Sunday, May 11, 2014

It's been really busy lately.  I've been making regular trips down to Singleton to see my friend.  One of the most encouraging things is seeing his excellent progress, so much so that he'll soon be leaving hospital.  Of course, there will be a long haul of recovery after that, including further physio but he is definitely on his way.  This has eaten into my time though, as of course each visit is bookended by at least an hour and a quarter of driving, and then getting through the large hospital to his ward.  One of the things he asked me to do was to support him by attending a meeting, where his future treatment and discharge could be planned by a multi-disciplinary team including his social worker and medical team.  It's always useful to have a spare pair of ears at these sort of things to remember who said what.  It's also been really lovely to connect again with his sister and mum.  

Andrew has also been working away a lot and this has a big impact on my time during the week.  When he's away, it means doing two lots of dog walks (four is too many to walk singlehanded), and this really cuts into the day.  One of the things we've decided is in the future, not to go above three hounds as that's the magic number for walking by yourself.  Usually I take the boys to Tredegar House and the girls to Hendre Lake.  At the lake there is always so much to see - I love watching the heron, and now there are freshly hatched goslings and ducklings to admire.  Most of the dog walkers over there are very friendly and the fishing guys are too.  I haven't seen the red eared terrapin over the winter but am keeping my eyes peeled for it to resurface now the weather is warming up.  

Last weekend we had our first show of the season.  We were at the West Somerset Whippet Racing Club for their annual dog show at Taunton Vale Polo Club.  Lovely venue, and we had a really fabulous day.  Beautiful spring sunshine and a gentle breeze to stop it getting too hot really helped. It was so warm I was wearing a sleeveless top all day.  Andy and Mick stayed wiht Rita and Roger for the day, and we took the girls.  I entered them into a couple of classes though sadly they didn't win anything.  The show had a really relaxed, friendly vibe and we were lucky enough to also meet up with some friends.  Sue brought her lovely greyhound Mick and also a big tray of marzipan Chelsea Buns, so us, Sue, Jackie and Paul, and Jenny all got together for a slice and a natter.  Brilliant.  Once the show was over, they laid on some lure coursing/racing.  We were busy packing up the stall so didn't take part, but the girls were really excited, and we've decided to take them back for another go, when we are not encumbered by the stall.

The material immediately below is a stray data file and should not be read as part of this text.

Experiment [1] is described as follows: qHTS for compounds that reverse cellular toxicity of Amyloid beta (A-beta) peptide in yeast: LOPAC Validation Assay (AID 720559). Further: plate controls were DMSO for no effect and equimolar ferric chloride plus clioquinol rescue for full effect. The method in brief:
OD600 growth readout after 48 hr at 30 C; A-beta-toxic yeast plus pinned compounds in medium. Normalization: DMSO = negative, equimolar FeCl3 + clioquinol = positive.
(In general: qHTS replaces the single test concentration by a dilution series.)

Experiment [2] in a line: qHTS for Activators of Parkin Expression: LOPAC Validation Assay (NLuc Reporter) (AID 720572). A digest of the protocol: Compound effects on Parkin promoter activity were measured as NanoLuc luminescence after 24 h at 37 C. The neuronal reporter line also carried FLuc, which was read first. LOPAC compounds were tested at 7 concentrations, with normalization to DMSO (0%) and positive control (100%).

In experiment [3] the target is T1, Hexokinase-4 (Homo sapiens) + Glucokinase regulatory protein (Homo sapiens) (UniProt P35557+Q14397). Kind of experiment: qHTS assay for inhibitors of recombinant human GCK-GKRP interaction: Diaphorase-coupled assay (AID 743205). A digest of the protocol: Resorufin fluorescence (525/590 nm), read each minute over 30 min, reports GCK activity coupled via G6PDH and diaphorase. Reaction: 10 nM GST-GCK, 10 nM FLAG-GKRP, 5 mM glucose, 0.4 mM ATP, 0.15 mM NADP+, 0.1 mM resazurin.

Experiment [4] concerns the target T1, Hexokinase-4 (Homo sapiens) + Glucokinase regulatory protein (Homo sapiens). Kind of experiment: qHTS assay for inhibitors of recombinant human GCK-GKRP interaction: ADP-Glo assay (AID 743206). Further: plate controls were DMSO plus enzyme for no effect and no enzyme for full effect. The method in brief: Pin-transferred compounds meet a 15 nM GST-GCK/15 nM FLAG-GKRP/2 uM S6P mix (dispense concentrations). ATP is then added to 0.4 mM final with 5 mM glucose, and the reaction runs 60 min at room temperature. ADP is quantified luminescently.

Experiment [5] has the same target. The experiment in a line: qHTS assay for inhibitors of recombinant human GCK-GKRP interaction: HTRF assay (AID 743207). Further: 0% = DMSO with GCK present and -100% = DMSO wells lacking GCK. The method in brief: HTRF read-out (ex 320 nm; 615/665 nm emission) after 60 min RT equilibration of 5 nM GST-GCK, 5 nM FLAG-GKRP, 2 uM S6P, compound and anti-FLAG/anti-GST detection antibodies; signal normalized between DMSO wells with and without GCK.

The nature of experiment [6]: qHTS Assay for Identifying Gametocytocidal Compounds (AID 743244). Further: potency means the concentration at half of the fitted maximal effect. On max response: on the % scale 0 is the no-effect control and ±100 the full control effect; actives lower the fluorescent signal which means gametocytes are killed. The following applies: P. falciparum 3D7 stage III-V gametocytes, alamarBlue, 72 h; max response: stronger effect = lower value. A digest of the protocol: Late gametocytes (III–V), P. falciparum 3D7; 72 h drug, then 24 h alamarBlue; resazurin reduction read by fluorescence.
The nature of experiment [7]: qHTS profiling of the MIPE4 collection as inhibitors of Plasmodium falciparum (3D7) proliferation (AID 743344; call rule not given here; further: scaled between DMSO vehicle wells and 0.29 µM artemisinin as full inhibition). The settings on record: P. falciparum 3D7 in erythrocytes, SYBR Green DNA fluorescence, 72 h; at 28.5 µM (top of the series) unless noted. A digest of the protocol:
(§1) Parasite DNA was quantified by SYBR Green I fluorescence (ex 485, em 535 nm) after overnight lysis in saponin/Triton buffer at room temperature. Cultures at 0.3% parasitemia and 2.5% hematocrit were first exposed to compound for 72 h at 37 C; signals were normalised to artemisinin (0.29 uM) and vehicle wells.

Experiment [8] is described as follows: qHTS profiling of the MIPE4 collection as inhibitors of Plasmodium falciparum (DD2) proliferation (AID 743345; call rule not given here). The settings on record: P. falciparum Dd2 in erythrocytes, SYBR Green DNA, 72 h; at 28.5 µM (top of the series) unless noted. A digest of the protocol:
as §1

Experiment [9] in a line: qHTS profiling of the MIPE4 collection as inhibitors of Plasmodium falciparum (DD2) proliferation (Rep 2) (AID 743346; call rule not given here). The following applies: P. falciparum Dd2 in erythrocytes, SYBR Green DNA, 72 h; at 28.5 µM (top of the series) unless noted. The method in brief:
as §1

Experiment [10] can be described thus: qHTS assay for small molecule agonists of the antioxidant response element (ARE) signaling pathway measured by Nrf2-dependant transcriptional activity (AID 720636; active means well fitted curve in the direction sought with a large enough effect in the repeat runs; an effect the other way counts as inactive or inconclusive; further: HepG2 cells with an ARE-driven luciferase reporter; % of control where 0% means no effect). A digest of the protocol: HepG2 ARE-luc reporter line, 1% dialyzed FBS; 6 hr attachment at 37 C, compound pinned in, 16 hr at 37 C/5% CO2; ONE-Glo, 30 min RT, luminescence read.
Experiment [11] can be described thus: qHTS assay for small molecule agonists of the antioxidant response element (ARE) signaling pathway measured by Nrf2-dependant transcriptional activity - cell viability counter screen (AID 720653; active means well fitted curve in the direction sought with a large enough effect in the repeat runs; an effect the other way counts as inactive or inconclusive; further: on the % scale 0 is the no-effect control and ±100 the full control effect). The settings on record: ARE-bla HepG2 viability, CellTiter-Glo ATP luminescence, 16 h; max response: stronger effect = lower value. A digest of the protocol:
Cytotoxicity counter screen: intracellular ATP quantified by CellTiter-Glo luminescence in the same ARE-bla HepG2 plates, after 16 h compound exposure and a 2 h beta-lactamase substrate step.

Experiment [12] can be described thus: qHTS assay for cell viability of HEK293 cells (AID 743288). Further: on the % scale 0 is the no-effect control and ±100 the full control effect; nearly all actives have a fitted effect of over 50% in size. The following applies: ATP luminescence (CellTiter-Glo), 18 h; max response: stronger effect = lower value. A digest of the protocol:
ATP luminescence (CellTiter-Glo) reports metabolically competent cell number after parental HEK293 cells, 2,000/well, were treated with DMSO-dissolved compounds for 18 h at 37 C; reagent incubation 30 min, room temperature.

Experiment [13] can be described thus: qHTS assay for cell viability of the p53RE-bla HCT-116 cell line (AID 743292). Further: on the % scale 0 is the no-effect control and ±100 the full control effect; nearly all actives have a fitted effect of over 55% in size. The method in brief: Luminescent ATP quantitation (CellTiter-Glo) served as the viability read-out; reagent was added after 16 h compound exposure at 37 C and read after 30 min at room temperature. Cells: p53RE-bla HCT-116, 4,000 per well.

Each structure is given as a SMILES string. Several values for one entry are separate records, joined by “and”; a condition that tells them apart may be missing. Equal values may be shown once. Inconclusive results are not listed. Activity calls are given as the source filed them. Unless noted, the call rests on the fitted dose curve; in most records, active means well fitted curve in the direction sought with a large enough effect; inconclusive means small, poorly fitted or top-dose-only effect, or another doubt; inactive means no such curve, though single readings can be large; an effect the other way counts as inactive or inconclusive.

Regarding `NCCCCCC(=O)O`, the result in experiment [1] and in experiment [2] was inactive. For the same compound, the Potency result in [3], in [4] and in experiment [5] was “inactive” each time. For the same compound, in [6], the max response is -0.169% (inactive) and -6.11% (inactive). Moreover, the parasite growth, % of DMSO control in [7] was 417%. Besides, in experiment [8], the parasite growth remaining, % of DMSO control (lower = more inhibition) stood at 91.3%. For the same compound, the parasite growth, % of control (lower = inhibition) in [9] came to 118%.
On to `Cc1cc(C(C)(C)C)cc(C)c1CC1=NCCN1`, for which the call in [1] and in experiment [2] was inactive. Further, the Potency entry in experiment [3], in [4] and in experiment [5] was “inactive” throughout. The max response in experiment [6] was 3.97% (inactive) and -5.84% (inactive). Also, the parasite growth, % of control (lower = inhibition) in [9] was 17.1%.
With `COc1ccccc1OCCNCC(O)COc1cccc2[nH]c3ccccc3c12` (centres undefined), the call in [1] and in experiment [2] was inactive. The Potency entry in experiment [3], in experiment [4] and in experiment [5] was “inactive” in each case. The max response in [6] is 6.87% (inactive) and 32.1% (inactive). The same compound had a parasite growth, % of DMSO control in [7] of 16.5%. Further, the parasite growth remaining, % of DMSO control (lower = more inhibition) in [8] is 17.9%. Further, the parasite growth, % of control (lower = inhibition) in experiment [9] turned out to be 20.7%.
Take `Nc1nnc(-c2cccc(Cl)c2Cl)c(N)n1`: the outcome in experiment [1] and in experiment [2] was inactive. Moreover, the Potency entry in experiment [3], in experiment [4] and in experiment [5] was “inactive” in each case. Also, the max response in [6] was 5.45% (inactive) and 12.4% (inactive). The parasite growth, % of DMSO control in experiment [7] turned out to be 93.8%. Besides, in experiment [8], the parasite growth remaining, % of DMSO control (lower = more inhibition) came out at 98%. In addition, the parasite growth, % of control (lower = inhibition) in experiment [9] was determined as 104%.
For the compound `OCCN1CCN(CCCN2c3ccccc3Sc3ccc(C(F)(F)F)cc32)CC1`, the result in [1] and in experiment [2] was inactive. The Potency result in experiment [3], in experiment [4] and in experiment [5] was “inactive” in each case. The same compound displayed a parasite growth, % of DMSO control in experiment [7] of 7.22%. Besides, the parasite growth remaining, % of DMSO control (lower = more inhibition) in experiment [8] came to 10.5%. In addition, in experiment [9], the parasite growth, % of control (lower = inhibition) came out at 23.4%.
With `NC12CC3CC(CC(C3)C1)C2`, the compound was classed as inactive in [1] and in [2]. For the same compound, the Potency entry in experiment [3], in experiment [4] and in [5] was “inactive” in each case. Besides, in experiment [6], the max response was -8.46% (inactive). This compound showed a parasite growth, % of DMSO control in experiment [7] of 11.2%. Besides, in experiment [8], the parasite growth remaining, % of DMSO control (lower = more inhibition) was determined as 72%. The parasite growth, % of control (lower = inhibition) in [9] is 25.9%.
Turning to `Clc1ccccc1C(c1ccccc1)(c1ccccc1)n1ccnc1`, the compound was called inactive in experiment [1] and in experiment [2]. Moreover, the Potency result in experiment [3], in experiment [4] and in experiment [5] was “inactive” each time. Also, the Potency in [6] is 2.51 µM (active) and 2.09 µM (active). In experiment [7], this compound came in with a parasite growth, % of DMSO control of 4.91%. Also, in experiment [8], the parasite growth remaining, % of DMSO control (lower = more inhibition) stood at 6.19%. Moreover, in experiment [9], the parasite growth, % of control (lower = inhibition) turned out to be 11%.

Subsequently, our lovely day was given extra poignancy.  One of Jenny's two beautiful dogs, called Shadie, aged 15 came along, and to our delight won in the Best Veteran class.  Sadly, Shadie had to be put to sleep at home on Friday, after a very short illness, but it's lovely to think of him enjoying his day and that he was so well virtually until the end.  These pics were taken by Jackie.  Her greyhound, Cat, is in the first one, along with Sue's Mick and our two girls.  The second one shows the stall - Andrew is the headless man and I'm obviously talking to Sara.  Sue is next to me with her head turned. 


Wednesday, April 16, 2014

My birthday week was busy, and big thanks are due to everyone who sent cards, greetings, Facebook messages etc.  Seems amazing to think I'm less than a year away from being 50.  

On the weekend, Rita and Roger came over to stay.  On Saturday, we went to Roath Producer's Market, a local market for food producers.  We've been before, and though it's small, there are some great stalls.  Bought some great stuff, and it's really nice to meet and talk to producers and particuarly to support those who farm to higher animal welfare standards.